Re: Printing and Displaying Dependent Vowels

From: Antoine Leca (
Date: Fri Mar 26 2004 - 15:06:38 EST

  • Next message: Philippe Verdy: "Re: What is the principle?"

    Philippe Verdy va escriure:
    > Space is a base character, then it combines with the next diacritic
    > with which it creates a "default grapheme cluster" which should be
    > interpreted as if it was a single character identity.

    Agreed so far for diacritics. Agreed also for non-spacing dependent vowels
    like U+0BC0. Agreed for the special exceptions like u+0BBE. I disagree for
    U+093F or U+0BBF (Mc not included in Other_Grapheme_Extend, there is an
    allowed break before it), until there is something I missed here.

    > It is NOT defective.

    I do not understand. I did say anything implying that, did I? I just
    remarked that I was not able to fetch in the text of the standard some words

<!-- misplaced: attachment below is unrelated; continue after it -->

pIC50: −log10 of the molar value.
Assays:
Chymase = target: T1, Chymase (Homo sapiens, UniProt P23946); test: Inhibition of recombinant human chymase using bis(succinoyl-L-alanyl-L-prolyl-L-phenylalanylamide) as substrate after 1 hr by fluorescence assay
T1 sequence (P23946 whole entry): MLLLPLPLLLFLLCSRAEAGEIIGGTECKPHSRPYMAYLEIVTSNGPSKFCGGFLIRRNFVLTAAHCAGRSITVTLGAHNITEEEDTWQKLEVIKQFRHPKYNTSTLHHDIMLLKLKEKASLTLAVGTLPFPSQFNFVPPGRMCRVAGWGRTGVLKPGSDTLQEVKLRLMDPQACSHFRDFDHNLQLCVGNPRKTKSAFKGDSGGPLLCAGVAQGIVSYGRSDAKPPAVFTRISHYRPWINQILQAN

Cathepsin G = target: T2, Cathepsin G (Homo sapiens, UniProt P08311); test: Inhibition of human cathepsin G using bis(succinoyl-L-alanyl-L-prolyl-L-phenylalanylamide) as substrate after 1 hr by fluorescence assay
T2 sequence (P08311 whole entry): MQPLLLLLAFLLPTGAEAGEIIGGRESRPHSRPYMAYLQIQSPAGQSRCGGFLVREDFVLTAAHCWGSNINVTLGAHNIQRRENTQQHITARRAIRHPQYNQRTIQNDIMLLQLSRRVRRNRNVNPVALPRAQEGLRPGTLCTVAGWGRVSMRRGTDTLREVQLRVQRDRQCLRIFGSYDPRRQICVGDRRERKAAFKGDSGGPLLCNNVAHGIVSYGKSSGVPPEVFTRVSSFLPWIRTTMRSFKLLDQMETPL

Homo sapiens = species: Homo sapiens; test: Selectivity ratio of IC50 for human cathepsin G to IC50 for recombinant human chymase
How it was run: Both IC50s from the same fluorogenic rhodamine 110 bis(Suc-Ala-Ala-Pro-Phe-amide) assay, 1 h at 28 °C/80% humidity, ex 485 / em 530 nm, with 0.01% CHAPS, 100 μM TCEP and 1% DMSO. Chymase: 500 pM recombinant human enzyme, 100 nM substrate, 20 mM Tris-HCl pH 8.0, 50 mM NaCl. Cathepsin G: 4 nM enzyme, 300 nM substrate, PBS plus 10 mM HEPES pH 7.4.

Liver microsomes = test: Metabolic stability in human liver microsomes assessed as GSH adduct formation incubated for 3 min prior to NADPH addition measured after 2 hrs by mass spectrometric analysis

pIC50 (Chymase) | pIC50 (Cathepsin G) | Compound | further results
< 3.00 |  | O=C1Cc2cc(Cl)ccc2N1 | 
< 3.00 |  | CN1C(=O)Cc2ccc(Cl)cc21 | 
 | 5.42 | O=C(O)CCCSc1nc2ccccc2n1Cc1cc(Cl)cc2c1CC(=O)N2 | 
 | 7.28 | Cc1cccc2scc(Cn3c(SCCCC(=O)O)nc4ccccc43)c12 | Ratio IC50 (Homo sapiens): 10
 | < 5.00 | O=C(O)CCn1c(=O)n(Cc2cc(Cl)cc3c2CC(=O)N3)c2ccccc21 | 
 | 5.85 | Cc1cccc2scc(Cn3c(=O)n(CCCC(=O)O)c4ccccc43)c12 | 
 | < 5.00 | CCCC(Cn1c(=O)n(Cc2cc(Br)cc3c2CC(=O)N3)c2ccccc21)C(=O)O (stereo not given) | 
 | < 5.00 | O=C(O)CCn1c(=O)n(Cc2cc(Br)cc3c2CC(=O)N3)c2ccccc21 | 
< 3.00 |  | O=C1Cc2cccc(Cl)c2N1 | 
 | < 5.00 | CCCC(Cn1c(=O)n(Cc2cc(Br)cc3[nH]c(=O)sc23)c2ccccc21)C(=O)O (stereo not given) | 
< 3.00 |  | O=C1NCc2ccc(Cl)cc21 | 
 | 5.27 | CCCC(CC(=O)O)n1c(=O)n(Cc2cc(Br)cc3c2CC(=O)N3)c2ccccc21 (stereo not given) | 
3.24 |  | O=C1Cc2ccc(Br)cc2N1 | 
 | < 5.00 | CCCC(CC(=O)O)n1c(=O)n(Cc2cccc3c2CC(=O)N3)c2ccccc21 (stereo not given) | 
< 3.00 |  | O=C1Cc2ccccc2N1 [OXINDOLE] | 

to require from vendors and implementers (like I am) solid base to make them
    modify their engines to provide special exceptions to deal with the
    combination U+0020/U+00A0 then U+093F.

    And no, this is not the same as displaying a diacritic, because it should be
    re-ordered, rather than being a "spacing representation of diacritics".

    > Now how would you interpret differently SPACE+diacritic or
    > SPACE+vowel sign?

    See above.

    > If you display a dotted circle there, then you'll
    > display two separate glyphs for a single grapheme cluster, and this
    > is not intended by the normal Unicode character model.


    How do you believe anybody will show say u+0063 u+0300? Which font have this
    as a single glyph?

    Furthermore, a single character like U+0916 (Devanagari KHA) is very often
    rendered with two glyphs (namely, Half-Kha then the glyph also used for the
    AA-matra, U+093E). Unicode does not enter into knowing how does this stuff
    is handled.


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